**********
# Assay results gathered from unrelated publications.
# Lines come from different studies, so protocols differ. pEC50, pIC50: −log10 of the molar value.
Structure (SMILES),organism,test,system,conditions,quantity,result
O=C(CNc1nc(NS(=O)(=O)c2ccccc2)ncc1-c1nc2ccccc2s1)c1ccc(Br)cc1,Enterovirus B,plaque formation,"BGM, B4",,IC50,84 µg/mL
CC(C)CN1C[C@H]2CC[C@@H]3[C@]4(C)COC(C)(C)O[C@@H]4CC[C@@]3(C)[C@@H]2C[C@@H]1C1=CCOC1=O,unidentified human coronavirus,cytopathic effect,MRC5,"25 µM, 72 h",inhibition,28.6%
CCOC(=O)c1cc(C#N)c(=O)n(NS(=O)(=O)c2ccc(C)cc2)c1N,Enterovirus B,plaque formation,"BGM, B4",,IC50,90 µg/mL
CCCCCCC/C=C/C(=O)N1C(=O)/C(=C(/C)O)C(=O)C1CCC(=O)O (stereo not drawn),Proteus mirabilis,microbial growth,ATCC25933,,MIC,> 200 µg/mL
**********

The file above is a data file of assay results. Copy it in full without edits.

# Assay results gathered from unrelated publications.
# Lines come from different studies, so protocols differ. pEC50, pIC50: −log10 of the molar value.
Structure (SMILES),organism,test,system,conditions,quantity,result
O=C(CNc1nc(NS(=O)(=O)c2ccccc2)ncc1-c1nc2ccccc2s1)c1ccc(Br)cc1,Enterovirus B,plaque formation,"BGM, B4",,IC50,84 µg/mL
CC(C)CN1C[C@H]2CC[C@@H]3[C@]4(C)COC(C)(C)O[C@@H]4CC[C@@]3(C)[C@@H]2C[C@@H]1C1=CCOC1=O,unidentified human coronavirus,cytopathic effect,MRC5,"25 µM, 72 h",inhibition,28.6%
CCOC(=O)c1cc(C#N)c(=O)n(NS(=O)(=O)c2ccc(C)cc2)c1N,Enterovirus B,plaque formation,"BGM, B4",,IC50,90 µg/mL
CCCCCCC/C=C/C(=O)N1C(=O)/C(=C(/C)O)C(=O)C1CCC(=O)O (stereo not drawn),Proteus mirabilis,microbial growth,ATCC25933,,MIC,> 200 µg/mL